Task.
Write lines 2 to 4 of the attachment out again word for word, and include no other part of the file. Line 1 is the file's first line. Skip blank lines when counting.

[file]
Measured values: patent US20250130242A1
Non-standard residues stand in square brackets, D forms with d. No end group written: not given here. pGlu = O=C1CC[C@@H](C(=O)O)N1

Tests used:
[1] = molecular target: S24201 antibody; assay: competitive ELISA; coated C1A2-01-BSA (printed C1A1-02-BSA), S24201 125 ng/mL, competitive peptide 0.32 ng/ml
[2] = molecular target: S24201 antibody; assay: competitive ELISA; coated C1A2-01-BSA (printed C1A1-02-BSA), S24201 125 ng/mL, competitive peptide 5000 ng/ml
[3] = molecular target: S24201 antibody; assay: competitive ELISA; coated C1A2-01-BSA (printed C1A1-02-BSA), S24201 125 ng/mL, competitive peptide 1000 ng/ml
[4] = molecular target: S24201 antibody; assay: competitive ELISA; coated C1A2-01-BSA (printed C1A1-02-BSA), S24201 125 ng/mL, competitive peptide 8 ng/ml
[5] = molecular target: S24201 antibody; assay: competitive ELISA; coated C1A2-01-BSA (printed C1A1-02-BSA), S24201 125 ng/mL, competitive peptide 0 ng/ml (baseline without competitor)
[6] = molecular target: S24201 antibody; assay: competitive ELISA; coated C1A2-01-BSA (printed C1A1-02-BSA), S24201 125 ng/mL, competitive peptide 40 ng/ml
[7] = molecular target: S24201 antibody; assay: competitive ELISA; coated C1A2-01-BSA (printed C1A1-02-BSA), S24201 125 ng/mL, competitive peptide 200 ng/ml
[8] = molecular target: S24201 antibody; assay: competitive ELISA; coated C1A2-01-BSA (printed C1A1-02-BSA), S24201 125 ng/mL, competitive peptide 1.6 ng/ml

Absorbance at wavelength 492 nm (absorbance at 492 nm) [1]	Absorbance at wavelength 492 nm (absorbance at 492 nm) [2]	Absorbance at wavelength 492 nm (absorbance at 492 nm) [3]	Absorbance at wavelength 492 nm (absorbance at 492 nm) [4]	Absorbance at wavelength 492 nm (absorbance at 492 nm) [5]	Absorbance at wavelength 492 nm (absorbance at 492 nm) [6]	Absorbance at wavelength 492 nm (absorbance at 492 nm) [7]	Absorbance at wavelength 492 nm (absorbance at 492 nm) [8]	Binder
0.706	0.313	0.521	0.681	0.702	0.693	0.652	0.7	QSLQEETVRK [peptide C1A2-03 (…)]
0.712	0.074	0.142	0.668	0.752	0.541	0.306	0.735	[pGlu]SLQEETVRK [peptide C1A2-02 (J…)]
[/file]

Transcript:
Non-standard residues stand in square brackets, D forms with d. No end group written: not given here. pGlu = O=C1CC[C@@H](C(=O)O)N1

Tests used:
[1] = molecular target: S24201 antibody; assay: competitive ELISA; coated C1A2-01-BSA (printed C1A1-02-BSA), S24201 125 ng/mL, competitive peptide 0.32 ng/ml